As a party favor, I sent each kid home with a plastic pipette and a 50 mL conical of purple cabbage pH indicator with a note explaining what it was. I donated the 6 well plates and the plastic pipettes to the school. They were excited to keep these items for other projects.
I admit I went a little overboard. I not only sliced up every food item listed above for tasting but also made a juice or purée of each. Some of them were a little thick and/or opaque, particularly the corn even after I watered it down, but aside from being difficult for some of the kids to pipette, I don’t think I’d go to the trouble of trying to filter anything. As it turned out, however, I did have way more purée than I needed. For 15 kids, I think 50 mLs of liquid would more than suffice. On the other hand, I’ll warn you that there was nearly a riot over the watermelon slices for tasting; even an entire melon would not have been enough.
Growing up, my parents – like many people’s parents – wanted me to be a medical doctor – maybe a neurosurgeon. Having a child become a doctor was an accomplishment, a mark of good parenting and a point of parental pride. To them, a medical career is a well-compensated, well-respected position with high job security. My parents were pleased that I chose to major in the sciences in college, and only as I approached graduation, became concerned that I had not yet taken the MCAT.
The thing was, I had volunteered as a candy striper at a local hospital one summer while I was in high school. Agnostic at the start of that summer, I was quite sure that a medical career was not for me by summer’s end.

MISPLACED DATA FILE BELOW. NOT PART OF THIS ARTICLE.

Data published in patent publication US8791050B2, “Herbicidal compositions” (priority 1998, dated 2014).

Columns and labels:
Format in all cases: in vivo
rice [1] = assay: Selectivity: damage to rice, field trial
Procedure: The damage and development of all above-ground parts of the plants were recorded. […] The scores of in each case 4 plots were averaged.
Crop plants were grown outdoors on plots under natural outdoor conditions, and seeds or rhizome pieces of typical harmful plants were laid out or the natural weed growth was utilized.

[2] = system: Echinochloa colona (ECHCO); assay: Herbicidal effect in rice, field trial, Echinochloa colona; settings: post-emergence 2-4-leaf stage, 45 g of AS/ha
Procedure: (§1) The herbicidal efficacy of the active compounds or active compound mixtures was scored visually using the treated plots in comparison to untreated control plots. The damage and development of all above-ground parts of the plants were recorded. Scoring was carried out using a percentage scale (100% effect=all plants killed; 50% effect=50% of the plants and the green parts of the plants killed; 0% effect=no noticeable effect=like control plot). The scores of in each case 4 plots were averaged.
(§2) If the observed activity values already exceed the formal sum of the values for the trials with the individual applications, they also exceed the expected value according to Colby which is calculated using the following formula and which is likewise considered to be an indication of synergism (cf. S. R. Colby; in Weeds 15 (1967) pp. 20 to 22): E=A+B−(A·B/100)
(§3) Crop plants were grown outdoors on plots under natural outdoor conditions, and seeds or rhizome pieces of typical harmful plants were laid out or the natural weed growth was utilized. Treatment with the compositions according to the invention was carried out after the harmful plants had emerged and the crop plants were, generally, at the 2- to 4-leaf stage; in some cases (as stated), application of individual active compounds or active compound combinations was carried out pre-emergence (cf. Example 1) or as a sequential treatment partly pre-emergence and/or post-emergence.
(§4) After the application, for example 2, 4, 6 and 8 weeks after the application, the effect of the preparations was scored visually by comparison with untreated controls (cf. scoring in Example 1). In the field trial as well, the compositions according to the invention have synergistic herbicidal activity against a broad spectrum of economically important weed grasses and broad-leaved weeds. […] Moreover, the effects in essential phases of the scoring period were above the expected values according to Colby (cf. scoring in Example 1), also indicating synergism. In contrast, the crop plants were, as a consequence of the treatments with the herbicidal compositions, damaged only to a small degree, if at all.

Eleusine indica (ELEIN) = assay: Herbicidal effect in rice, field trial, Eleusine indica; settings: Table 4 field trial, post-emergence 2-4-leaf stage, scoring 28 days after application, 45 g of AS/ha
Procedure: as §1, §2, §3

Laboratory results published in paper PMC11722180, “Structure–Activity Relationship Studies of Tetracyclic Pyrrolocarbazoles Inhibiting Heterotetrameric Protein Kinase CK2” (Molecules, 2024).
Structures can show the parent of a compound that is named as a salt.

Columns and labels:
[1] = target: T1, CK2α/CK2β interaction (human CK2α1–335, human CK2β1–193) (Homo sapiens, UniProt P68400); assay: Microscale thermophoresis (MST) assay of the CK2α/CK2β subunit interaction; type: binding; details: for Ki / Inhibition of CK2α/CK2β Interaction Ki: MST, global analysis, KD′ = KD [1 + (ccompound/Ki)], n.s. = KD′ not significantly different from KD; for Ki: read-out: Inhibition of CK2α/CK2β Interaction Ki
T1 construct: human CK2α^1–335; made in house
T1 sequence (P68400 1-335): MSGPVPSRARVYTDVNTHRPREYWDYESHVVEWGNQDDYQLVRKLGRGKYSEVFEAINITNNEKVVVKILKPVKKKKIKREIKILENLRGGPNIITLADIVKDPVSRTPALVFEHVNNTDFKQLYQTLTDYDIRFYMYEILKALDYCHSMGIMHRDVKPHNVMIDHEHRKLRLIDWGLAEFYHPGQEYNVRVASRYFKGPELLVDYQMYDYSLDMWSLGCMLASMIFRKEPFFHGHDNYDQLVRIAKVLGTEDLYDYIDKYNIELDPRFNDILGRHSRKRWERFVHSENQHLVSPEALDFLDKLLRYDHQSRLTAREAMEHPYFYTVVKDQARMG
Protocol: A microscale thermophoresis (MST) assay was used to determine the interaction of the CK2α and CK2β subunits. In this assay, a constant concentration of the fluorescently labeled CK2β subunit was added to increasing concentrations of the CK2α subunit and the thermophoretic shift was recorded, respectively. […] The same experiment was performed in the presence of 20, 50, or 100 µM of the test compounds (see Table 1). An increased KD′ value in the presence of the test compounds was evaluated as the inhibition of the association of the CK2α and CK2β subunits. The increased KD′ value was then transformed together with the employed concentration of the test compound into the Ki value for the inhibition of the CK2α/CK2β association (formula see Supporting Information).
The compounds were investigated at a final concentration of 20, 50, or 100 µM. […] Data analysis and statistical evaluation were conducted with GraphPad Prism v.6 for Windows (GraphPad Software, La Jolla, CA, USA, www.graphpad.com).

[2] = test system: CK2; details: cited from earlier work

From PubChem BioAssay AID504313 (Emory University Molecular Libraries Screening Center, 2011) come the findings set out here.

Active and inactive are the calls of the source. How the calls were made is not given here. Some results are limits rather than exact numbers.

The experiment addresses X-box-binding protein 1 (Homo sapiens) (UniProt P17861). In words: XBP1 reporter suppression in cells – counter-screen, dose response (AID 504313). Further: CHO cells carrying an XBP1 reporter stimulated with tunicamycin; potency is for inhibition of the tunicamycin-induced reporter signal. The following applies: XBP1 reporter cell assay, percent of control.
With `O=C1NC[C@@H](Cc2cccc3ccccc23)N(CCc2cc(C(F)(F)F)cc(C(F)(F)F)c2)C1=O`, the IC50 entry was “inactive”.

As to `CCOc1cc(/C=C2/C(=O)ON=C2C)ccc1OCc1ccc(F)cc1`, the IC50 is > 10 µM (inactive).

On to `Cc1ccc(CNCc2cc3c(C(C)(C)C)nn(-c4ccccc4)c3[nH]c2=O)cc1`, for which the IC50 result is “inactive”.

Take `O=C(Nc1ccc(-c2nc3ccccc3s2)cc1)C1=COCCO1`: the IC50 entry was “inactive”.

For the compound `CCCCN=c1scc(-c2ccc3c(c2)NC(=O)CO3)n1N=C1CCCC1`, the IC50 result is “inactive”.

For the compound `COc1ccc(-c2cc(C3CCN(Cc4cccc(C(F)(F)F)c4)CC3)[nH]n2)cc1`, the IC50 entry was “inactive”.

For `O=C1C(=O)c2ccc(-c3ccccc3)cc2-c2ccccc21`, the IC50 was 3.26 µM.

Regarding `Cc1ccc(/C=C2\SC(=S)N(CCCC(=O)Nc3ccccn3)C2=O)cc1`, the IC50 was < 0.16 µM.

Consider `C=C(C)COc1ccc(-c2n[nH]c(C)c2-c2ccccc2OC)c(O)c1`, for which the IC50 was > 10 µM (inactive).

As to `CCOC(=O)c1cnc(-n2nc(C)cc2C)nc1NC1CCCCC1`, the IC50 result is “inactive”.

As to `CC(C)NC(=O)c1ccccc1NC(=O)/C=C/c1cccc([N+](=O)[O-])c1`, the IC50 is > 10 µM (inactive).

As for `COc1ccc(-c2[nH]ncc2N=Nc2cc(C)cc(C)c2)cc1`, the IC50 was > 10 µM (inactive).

My parents tried very hard to get me to even just take the MCAT, culminating in offering me an amount of cash that equaled a month’s rent to just go and take the exam, completely unprepared. I knew if I relented in that, the pressure would only intensify; what’s the harm in just applying, just going on the interview, just trying it out for a year… Up until a few years ago they would mention it wasn’t too late to go to med school; you have such steady hands, you’d make a great surgeon! To this day, there is residual disappointment that I am not a “real” doctor.
But not going to med school didn’t make me a sinner.
It feels awesome when you can meet someone you respect’s high expectations, or even better if you can surprise that person by exceeding them. On the long drives back to college with my parents, I would daydream about just giving in and going to med school, and then becoming a brain surgeon and basking in parental approval for ever and ever. And perhaps then, if I came out to them, the two things would sort of balance out and they would still be proud of me and of themselves.